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class 1 introduction


2013 cohort
               photo cards
first-name last-name
name you wish to be addressed by
 5! model
of teaching
5 parts of teaching
• seeing and connecting with kids
• building the environment
• enacting the curriculum
• instructing
• assessing (you and the kids)
4 things that teachers teach (and
  learners learn)
• knowledge
• skills
• attitudes
• values
3 goals of teaching
• engaging
   – hearts
   – minds
   – bodies
2 views of teaching
• the visible
   – what the student and the observer
• the invisible
   – the planning, preparation, thinking,
     wondering, worrying, searching,
     thinking, researching, reading, re-
     planning, discussion and on and on that
     form the base for the visible aspects
     of teaching
1 measure of good teaching
• students’ (and your) learning
262 themes
• culture
• seeing—yourself and others
• respect
• fitness: moral, intellectual, physical
• learning
• development
• the role of error, mistakes, and failure in
  learning and development
• attending to what you can control (and
  letting go of what you cannot control)
 surviving and
thriving in 420
• 420/421 a challenging sequence
  – decide now to work and learn
  – keep the complaining under control
     • allot 5 minutes to venting, then get
       over it and get on with it
  – if you work hard and struggle to get
    the most out of the next 2 semesters,
    we will support you in any way you need
• accept the fact that you are wet-behind-
  the-ears, barely beginning novices with
  everything to learn, and start from there
   – if you work your butts off for the next
     3 semesters and for your first 5-7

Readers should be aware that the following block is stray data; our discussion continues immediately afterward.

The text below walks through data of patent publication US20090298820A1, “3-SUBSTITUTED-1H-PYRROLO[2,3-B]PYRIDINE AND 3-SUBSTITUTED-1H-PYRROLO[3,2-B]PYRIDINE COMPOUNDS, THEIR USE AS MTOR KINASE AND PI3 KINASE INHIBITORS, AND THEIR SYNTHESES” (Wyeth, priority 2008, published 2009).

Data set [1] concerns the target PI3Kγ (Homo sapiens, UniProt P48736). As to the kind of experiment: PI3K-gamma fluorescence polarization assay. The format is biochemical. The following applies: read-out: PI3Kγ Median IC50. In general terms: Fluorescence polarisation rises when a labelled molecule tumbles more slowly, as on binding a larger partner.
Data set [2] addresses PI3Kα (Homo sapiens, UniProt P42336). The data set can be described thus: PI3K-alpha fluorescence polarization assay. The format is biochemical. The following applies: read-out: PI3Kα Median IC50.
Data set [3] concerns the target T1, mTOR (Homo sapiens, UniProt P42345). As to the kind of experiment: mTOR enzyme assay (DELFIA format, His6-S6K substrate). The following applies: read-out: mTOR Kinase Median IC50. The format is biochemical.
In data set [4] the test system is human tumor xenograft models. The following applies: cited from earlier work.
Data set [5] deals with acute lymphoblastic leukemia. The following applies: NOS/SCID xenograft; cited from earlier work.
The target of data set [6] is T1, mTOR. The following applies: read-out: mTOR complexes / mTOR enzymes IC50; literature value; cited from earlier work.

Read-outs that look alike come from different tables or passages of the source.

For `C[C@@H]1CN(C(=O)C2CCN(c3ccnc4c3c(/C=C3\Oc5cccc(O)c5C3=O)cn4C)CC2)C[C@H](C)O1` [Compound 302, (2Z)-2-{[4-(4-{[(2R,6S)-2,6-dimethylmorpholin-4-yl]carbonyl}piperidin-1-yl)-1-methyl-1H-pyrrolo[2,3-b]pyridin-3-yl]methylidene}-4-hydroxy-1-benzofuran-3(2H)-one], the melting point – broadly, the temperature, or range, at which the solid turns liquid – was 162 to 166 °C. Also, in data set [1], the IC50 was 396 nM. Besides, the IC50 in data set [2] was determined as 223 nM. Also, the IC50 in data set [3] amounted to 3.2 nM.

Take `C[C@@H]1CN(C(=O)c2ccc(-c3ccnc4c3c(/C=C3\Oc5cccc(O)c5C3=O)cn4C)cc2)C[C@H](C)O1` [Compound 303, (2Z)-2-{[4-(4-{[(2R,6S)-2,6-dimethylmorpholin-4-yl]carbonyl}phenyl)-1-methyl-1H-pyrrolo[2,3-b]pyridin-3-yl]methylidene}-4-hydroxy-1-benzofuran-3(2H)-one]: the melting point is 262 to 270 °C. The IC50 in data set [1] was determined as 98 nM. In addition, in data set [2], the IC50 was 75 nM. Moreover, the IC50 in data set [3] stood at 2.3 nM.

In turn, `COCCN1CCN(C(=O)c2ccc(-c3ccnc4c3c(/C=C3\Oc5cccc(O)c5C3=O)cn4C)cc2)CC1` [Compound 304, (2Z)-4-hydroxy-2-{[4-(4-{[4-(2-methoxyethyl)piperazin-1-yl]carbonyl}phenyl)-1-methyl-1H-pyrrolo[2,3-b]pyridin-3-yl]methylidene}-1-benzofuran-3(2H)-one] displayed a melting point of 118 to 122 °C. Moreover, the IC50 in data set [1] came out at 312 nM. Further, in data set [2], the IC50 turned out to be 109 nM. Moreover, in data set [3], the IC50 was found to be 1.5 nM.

years as a teacher, then you will start to
     become a good, masterful, expert
• the courses that challenge you the most
  now, that you find the most difficult now,
  will be the ones you most appreciate in the
  years to come—and vice versa
top tips
• read website, syllabi etc. most carefully
• follow format directions exactly
• do not fall behind—construct a schedule
  and maintain it
• read and work ahead
• make connections—everything you do for
  the next two semesters is part of a whole
• do the readings carefully and take good
  notes—reading and highlighting and then
  rereading and re-highlighting not effective
  way to learn
• active, verbal, daily participation required
   – think out loud
   – make connections
   – express confusion, bewilderment, lack of
     understanding etc
   – ask people to extend what they’ve said
   – respectfully challenge what is being said
   – apply what is said to your life
   – involve others in the discussion
   – speaking only when you “have something
     to say” an excuse
• get to know the mentors
• get to know me (and my office hours)
• get to know each other—everyone
   – use the listserv
   – make it a point to interact with everyone
• help each other
   – share resources
   – be watchful and aware of each other